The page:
Preventing and Treating Stretch Marks

March 28, 2012By

Stretch marks (or “striae”) are harmless, but they can look unattractive, and many people find them upsetting. The best way to deal with striae is to take preventative measures, as no treatment is likely to completely remove them afterwards, and while they may shrink to nearly invisible on their own, they often won’t completely disappear.

Prevention and Treatment Options…

What is it?

Photo of a pregnant woman treating stretch marksStriae form as a result of the second layer of the skin (the dermis) being drawn or pulled too tight for too long, causing a scar to form beneath the outer layer (the epidermis). They are only a cosmetic condition, and sadly for the many that experience them, treatments aren’t covered by most insurance plans as a result.


There are many causes of Striae. One of the most common causes is pregnancy—a huge percentage of pregnant women develop them. Other causes include fast weight gain or loss, rapid muscle growth, hormone changes, and anything else that causes the body’s shape to shift more quickly than the skin can easily keep up with. Taking steroids, especially when done for the explicit purpose of unnaturally fast muscle gain, is very likely to cause them. Sex changes, which generally involve large amounts of hormone supplements, are also likely to result in striae.


Diet can play an important role in stopping these unsightly scars from forming. In addition to maintaining a healthy weight (or losing or gaining weight slowly to reach one), one can reduce their chances of developing this skin problem with a balanced diet featuring adequate protein, zinc, and vitamins A and C, accordingto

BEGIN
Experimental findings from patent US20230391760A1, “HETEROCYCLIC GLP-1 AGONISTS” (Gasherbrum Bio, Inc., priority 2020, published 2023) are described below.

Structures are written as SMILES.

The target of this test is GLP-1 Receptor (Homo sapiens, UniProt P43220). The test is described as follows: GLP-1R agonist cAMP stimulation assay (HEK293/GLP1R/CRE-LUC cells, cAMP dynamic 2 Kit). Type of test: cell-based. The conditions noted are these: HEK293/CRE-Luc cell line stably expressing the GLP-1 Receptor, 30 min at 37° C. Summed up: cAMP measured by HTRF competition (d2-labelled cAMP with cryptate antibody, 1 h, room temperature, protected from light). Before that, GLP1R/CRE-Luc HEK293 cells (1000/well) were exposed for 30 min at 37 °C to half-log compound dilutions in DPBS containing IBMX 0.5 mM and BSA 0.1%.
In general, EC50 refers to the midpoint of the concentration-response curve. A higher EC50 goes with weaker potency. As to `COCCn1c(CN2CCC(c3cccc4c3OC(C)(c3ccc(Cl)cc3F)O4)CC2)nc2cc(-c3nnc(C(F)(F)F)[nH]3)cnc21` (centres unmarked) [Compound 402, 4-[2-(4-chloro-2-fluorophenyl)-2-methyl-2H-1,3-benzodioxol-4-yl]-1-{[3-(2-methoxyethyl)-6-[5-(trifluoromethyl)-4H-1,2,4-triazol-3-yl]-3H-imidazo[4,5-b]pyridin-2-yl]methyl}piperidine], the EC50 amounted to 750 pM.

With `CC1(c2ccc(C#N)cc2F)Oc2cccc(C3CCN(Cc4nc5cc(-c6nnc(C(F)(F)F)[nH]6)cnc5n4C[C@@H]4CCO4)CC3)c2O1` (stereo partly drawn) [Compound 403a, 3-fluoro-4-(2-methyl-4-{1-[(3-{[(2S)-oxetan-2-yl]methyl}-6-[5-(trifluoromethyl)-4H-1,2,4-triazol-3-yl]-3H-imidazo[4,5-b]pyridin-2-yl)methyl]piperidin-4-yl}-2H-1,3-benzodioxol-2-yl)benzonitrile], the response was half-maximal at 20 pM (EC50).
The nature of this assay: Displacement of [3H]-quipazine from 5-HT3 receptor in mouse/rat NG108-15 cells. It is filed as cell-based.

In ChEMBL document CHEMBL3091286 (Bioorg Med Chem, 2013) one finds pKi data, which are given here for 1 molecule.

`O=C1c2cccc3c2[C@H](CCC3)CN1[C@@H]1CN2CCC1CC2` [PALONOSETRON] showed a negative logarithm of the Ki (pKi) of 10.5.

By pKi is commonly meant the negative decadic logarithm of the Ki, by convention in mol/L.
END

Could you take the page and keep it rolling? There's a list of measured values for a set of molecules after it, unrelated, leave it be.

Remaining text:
People who suspect they are at risk for forming Striae, such as pregnant women and bodybuilders, may wish to take extra steps to keep the skin hydrated and strong. Moisturizers are often a good idea, and certain types of skin cream, particularly those containing vitamin E, may be effective at stopping striae from appearing if used daily.


An ounce of prevention is worth a pound of cure, and rarely has that statement been truer than it is here. This condition is very difficult to treat. The most likely-to-succeed treatments are laser surgeries, which can stimulate the skin into healing more fully than before. It’s can be a good decision to speak to a dermatologist about the options available, but remember that even these methods aren’t likely to result in total removal.

While it can be tempting to use stretch mark removal cream, these creams have little to no support in the medical community, and aren’t likely to cause a significant improvement. However, they may be worth a shot when other options aren’t practical and it’s too late to prevent.

Looking to the Future

Since it is such a common affliction, there is considerable ongoing research in the field of striae removal. New techniques in surgery and new active ingredients are being explored, some (such as the use of vitamin E mentioned above) with very promising results. A real cure for skin problem may be just around the corner.

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